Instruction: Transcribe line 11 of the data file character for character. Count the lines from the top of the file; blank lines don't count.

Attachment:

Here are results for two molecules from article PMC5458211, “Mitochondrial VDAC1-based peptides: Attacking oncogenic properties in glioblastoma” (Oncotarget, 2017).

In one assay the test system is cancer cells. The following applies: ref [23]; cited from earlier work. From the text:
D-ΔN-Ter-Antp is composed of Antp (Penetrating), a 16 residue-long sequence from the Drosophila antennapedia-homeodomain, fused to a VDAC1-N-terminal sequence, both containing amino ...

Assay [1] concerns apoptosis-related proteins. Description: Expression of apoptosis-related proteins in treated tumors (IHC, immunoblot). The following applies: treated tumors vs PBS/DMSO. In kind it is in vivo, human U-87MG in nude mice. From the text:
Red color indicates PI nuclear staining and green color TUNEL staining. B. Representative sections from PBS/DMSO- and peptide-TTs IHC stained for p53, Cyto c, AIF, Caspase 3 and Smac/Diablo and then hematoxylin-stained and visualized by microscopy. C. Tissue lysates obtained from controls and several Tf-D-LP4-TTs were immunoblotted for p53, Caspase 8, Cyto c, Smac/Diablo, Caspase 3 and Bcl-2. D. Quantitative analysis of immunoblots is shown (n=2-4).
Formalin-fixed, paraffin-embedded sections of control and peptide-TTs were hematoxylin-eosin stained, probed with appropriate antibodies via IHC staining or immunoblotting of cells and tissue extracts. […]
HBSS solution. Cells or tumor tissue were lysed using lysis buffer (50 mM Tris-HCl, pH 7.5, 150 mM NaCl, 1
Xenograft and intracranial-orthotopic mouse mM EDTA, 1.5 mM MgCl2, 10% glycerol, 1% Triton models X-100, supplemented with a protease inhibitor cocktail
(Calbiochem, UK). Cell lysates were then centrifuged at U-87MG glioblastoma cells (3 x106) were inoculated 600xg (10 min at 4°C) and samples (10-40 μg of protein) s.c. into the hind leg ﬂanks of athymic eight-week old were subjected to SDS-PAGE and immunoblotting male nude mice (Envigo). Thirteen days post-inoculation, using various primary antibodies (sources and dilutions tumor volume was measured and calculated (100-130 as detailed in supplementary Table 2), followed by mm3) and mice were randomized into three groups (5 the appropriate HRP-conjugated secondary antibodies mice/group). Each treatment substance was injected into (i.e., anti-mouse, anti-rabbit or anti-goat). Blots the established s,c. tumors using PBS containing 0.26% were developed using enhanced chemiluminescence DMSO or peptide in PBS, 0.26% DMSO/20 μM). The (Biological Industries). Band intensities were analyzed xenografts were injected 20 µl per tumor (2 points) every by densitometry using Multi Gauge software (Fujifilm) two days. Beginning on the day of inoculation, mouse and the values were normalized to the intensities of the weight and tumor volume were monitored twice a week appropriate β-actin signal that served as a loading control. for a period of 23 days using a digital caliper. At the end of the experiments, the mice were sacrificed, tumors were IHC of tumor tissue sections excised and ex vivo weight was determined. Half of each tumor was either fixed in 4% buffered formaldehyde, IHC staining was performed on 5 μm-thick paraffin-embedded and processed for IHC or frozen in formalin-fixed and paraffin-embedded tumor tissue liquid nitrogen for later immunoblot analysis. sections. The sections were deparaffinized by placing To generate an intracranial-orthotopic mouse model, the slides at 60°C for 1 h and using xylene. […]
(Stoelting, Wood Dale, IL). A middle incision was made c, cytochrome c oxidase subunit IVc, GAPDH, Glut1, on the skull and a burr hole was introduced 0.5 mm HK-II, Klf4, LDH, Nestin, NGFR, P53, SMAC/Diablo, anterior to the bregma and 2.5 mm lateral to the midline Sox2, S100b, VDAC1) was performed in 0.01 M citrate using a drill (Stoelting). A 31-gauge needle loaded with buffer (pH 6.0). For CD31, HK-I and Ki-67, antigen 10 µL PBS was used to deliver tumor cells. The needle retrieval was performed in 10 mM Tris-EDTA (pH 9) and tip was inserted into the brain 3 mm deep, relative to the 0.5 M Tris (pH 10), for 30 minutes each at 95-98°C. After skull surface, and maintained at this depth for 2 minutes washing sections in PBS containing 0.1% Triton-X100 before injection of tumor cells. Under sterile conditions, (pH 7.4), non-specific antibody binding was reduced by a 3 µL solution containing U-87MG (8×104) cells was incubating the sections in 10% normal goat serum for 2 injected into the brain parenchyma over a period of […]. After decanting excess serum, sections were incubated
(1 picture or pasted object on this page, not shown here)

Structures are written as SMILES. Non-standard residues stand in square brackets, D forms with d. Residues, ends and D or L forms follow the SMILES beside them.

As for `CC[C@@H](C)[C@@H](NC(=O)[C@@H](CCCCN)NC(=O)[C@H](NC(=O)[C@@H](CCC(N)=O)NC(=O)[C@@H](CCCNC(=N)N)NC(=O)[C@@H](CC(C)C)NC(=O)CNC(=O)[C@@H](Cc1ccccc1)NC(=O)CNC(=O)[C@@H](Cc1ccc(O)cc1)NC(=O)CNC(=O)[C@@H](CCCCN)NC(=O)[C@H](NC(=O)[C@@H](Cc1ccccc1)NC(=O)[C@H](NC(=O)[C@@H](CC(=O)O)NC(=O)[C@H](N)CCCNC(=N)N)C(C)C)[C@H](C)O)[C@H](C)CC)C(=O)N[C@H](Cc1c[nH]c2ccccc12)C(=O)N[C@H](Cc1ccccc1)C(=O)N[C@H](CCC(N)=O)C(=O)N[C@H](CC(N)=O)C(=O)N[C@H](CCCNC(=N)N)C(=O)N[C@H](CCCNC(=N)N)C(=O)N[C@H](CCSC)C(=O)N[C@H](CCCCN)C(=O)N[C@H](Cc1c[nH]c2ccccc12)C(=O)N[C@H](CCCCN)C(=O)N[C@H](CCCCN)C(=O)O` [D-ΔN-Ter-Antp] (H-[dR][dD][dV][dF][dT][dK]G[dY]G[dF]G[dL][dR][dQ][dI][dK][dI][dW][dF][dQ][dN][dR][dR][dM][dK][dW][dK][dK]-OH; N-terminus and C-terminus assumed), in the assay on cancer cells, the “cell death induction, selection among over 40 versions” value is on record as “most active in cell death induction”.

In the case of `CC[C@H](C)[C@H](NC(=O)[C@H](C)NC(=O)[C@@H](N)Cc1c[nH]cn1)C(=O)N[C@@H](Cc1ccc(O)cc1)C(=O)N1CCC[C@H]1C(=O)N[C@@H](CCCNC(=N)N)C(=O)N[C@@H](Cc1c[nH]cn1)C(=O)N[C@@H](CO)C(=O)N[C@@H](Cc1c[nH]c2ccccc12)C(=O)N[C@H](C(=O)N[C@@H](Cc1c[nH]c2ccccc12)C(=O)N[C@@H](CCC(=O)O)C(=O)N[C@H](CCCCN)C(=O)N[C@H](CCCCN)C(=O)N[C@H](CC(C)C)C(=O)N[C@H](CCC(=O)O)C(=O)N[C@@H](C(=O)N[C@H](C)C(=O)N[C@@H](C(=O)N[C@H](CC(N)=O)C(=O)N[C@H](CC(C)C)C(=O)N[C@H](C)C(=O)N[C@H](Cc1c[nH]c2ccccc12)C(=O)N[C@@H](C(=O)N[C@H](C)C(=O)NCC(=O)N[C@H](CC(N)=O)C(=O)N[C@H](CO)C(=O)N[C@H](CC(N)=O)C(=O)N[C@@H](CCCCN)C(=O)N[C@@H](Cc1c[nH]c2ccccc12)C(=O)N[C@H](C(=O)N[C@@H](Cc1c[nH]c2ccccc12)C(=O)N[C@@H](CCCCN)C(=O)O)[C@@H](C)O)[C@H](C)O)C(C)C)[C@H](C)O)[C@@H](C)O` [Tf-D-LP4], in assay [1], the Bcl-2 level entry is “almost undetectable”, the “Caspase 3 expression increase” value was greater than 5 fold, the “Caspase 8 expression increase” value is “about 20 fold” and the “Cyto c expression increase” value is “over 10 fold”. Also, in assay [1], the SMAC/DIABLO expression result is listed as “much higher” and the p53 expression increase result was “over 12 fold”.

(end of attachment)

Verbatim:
(1 picture or pasted object on this page, not shown here)